|Pondering a curious response to innovation|
(Curiosity, Patricia Pushaw)
Tuesday, 24 September 2013
Diary of a Patent Lawyer in Kenya: A Curious Response
This Nairobi-based Leo is turning to blogging as a necessary distraction from the tragedy unfolding in Nairobi, but his prayers are with those affected.
Recently this Leo participated in helping a 14-year old Kenyan (“our inventor”) attempt to secure IP rights after he had designed a system useful in rearing domestic livestock as well as in wildlife conservation. At our inventor’s request, and with the guidance of a local wildlife conservation group, we prepared and filed a Utility Model Certificate application. So far, the filing has been the beginning of a very curious experience.
Around the same time that we filed the application, it became clear that many other people had been installing very similar systems. In fact, at least one organization seems to have been installing quite a number of similar systems. It should be noted that aspects of our inventor’s system had been widely published (with much fanfare) prior to our filing, so it is very possible that such similar systems were in fact copies, inspired by the prior publication.
When our inventor and the supporting wildlife conservation group approached those making similar installations, the response ranged from dismissive to downright hostile. People angrily replied in two ways: “how can you patent something that will significantly help wildlife conservation?” and/or “this invention cannot be patented because it’s been known for years.” Both responses are irritating, albeit for different reasons.
Claiming that something shouldn’t be patented because it has virtuous applications is not new but it’s also not fair. Kenyan patent law doesn’t exclude humanitarian (animalitarian?) inventions, so why should we deny such reward to the intellectual efforts of our inventor? In any case, animal conservation has become quite the industry, particularly amongst NGOs and eco-friendly tourist services, so why not encourage innovation just as it’s encouraged in other industries?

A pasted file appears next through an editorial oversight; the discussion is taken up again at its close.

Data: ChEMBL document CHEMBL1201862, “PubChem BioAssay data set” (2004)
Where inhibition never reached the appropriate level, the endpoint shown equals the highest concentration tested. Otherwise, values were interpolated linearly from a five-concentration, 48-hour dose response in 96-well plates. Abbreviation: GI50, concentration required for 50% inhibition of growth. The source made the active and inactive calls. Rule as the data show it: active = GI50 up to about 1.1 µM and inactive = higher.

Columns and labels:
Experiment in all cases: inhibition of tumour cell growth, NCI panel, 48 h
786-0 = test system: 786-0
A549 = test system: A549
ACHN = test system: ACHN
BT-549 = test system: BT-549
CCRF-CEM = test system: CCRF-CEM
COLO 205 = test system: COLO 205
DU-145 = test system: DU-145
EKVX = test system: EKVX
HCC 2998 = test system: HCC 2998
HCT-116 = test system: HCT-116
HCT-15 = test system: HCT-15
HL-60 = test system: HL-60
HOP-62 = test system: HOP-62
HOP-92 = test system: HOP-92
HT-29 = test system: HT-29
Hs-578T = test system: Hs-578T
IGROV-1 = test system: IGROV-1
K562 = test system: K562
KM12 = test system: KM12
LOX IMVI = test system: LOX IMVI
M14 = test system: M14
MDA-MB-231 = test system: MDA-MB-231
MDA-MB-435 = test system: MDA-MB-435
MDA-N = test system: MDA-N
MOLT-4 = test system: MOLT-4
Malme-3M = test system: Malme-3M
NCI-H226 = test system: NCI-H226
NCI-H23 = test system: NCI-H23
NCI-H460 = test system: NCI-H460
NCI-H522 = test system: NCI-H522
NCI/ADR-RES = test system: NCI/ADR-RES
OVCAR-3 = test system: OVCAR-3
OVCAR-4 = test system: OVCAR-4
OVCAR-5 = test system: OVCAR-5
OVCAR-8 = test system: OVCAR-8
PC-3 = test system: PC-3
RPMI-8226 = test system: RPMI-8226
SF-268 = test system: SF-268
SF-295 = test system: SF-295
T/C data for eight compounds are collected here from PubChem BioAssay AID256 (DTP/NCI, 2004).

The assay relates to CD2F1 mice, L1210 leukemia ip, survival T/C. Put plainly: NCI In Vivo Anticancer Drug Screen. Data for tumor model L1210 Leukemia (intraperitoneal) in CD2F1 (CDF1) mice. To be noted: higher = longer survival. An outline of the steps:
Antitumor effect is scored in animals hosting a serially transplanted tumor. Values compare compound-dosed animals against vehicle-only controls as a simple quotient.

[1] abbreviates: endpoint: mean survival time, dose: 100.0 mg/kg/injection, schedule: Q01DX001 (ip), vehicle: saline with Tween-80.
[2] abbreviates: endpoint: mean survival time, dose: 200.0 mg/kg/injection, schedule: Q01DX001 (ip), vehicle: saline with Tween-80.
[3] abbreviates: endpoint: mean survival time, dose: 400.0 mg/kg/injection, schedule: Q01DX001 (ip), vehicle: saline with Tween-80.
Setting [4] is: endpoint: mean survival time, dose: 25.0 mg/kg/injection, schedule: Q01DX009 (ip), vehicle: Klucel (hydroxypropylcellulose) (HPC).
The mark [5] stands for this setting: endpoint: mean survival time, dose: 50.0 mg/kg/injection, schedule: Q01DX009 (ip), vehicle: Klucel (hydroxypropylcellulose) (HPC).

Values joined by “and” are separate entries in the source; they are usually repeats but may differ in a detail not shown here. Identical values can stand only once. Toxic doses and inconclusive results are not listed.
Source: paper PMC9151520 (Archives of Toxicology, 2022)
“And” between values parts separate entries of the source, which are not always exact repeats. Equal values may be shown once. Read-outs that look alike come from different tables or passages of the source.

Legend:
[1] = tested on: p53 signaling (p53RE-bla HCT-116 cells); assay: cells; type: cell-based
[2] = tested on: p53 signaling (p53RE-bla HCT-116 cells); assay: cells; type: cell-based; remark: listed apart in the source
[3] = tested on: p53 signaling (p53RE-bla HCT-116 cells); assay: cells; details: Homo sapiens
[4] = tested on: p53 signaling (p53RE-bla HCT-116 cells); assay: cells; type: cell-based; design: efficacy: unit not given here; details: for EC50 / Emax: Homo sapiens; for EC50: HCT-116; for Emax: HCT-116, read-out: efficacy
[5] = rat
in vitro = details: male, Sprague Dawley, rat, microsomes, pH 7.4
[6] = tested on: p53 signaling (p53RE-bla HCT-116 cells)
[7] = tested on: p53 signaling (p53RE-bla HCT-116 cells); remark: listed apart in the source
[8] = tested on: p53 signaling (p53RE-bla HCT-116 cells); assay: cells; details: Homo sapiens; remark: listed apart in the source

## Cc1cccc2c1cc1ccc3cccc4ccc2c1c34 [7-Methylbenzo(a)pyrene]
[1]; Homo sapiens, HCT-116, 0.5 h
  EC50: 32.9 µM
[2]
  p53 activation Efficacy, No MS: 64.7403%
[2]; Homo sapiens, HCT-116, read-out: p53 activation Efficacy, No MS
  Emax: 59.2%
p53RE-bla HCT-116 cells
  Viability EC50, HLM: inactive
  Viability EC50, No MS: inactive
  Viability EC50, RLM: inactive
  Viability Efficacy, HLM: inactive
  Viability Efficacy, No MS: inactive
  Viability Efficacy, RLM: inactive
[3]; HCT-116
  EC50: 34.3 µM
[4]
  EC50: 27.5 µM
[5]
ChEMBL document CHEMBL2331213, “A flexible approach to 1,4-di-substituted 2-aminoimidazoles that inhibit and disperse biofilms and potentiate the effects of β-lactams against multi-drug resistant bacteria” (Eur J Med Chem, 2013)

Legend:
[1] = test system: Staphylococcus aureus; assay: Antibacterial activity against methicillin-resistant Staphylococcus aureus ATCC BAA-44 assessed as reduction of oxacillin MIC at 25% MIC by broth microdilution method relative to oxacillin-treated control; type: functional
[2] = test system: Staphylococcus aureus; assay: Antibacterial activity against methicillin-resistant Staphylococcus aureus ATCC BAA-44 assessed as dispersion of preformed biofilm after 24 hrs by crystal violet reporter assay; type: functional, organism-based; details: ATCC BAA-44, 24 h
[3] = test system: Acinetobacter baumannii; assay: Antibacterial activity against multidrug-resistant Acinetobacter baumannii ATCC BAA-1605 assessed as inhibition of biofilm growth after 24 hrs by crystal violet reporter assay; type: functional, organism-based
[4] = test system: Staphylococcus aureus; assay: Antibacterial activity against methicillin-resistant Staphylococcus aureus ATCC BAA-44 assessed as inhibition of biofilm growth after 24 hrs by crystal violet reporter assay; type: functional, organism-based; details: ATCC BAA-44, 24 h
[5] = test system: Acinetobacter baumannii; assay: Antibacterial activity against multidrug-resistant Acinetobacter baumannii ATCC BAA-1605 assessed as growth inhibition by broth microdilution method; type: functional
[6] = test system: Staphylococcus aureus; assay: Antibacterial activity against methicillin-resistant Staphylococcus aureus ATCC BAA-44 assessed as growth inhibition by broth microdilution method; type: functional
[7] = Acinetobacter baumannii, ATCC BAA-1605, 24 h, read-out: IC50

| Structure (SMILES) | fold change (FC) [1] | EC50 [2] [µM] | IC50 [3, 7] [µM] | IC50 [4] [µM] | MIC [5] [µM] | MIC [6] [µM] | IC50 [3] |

The second response, that the invention cannot be patented because it was known previously, is irritating for its arrogance. It brings out the school-yard immaturity in me, instilling a burning desire to retort “Oh, yeah? Says who?!” Seriously, though, any patent lawyer (including this one) would have done a prior art search and would have known what sort of prior art devices were in existence as s/he wrote the application. Armed with the search results, it is the lawyer’s job to draft an application that will not be anticipated by the art. Of course there is never a guarantee that an application will become a patent, but a well-drafted application can often overcome even the most damning (i.e., closely related) art.
Unfortunately such objections have significantly discouraged our inventor, although perhaps the experience is merely a good introduction for a teenager to the cutthroat world of adulthood. How will this all turn out? It may take years to know, considering that the Kenyan patent office will take at least 18 months to issue any Utility Model Certificate. When/if a Certificate is issued, then it is up to our inventor to decide how/whether he wants to enforce. In any case, this Leo only hopes that the experience will not discourage our inventor from spending his long future ahead inventing and creating.